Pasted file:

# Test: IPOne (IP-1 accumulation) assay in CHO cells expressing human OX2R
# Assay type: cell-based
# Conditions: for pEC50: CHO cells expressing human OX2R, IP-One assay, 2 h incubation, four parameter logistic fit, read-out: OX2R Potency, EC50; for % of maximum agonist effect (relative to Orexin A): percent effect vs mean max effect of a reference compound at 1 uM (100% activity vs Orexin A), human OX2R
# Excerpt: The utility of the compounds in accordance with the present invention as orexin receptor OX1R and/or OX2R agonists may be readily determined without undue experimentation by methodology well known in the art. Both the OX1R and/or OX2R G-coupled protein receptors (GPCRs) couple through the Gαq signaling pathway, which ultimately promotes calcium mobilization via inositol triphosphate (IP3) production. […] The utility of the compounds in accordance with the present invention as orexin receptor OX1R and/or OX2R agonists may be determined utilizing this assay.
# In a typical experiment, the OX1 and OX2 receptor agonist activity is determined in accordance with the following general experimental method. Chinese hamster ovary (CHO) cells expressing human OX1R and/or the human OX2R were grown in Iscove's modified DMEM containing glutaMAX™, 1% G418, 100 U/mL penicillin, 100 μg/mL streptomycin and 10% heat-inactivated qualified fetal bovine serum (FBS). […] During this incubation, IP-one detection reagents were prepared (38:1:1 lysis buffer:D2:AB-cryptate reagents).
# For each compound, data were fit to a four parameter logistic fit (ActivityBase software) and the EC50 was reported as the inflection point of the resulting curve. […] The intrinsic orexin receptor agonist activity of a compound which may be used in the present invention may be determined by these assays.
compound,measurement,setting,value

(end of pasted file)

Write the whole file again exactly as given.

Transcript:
# Test: IPOne (IP-1 accumulation) assay in CHO cells expressing human OX2R
# Assay type: cell-based
# Conditions: for pEC50: CHO cells expressing human OX2R, IP-One assay, 2 h incubation, four parameter logistic fit, read-out: OX2R Potency, EC50; for % of maximum agonist effect (relative to Orexin A): percent effect vs mean max effect of a reference compound at 1 uM (100% activity vs Orexin A), human OX2R
# Excerpt: The utility of the compounds in accordance with the present invention as orexin receptor OX1R and/or OX2R agonists may be readily determined without undue experimentation by methodology well known in the art. Both the OX1R and/or OX2R G-coupled protein receptors (GPCRs) couple through the Gαq signaling pathway, which ultimately promotes calcium mobilization via inositol triphosphate (IP3) production. […] The utility of the compounds in accordance with the present invention as orexin receptor OX1R and/or OX2R agonists may be determined utilizing this assay.
# In a typical experiment, the OX1 and OX2 receptor agonist activity is determined in accordance with the following general experimental method. Chinese hamster ovary (CHO) cells expressing human OX1R and/or the human OX2R were grown in Iscove's modified DMEM containing glutaMAX™, 1% G418, 100 U/mL penicillin, 100 μg/mL streptomycin and 10% heat-inactivated qualified fetal bovine serum (FBS). […] During this incubation, IP-one detection reagents were prepared (38:1:1 lysis buffer:D2:AB-cryptate reagents).
# For each compound, data were fit to a four parameter logistic fit (ActivityBase software) and the EC50 was reported as the inflection point of the resulting curve. […] The intrinsic orexin receptor agonist activity of a compound which may be used in the present invention may be determined by these assays.
compound,measurement,setting,value